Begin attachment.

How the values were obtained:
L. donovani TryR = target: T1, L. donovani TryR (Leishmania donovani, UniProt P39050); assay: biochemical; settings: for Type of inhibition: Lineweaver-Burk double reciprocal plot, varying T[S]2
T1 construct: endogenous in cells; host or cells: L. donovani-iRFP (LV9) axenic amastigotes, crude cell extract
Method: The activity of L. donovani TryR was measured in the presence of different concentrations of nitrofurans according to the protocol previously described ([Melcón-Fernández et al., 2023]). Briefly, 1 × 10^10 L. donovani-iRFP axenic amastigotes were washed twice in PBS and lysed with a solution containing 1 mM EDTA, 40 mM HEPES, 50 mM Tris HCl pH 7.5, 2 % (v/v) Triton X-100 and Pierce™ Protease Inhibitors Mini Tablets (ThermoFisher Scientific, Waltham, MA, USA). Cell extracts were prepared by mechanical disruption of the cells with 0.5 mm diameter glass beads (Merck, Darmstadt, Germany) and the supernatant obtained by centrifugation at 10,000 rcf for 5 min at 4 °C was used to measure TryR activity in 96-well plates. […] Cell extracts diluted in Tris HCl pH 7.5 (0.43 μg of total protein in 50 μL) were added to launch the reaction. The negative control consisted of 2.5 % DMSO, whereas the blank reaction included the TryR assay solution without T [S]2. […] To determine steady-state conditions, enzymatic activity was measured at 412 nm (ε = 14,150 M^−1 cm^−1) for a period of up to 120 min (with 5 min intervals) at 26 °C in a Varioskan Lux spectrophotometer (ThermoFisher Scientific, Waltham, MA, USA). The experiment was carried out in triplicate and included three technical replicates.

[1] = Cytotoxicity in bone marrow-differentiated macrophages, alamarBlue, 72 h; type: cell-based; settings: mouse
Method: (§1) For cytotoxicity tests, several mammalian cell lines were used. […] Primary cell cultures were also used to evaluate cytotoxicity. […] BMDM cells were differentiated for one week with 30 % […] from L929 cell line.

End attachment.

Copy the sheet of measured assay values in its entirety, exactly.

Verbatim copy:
How the values were obtained:
L. donovani TryR = target: T1, L. donovani TryR (Leishmania donovani, UniProt P39050); assay: biochemical; settings: for Type of inhibition: Lineweaver-Burk double reciprocal plot, varying T[S]2
T1 construct: endogenous in cells; host or cells: L. donovani-iRFP (LV9) axenic amastigotes, crude cell extract
Method: The activity of L. donovani TryR was measured in the presence of different concentrations of nitrofurans according to the protocol previously described ([Melcón-Fernández et al., 2023]). Briefly, 1 × 10^10 L. donovani-iRFP axenic amastigotes were washed twice in PBS and lysed with a solution containing 1 mM EDTA, 40 mM HEPES, 50 mM Tris HCl pH 7.5, 2 % (v/v) Triton X-100 and Pierce™ Protease Inhibitors Mini Tablets (ThermoFisher Scientific, Waltham, MA, USA). Cell extracts were prepared by mechanical disruption of the cells with 0.5 mm diameter glass beads (Merck, Darmstadt, Germany) and the supernatant obtained by centrifugation at 10,000 rcf for 5 min at 4 °C was used to measure TryR activity in 96-well plates. […] Cell extracts diluted in Tris HCl pH 7.5 (0.43 μg of total protein in 50 μL) were added to launch the reaction. The negative control consisted of 2.5 % DMSO, whereas the blank reaction included the TryR assay solution without T [S]2. […] To determine steady-state conditions, enzymatic activity was measured at 412 nm (ε = 14,150 M^−1 cm^−1) for a period of up to 120 min (with 5 min intervals) at 26 °C in a Varioskan Lux spectrophotometer (ThermoFisher Scientific, Waltham, MA, USA). The experiment was carried out in triplicate and included three technical replicates.

[1] = Cytotoxicity in bone marrow-differentiated macrophages, alamarBlue, 72 h; type: cell-based; settings: mouse
Method: (§1) For cytotoxicity tests, several mammalian cell lines were used. […] Primary cell cultures were also used to evaluate cytotoxicity. […] BMDM cells were differentiated for one week with 30 % […] from L929 cell line.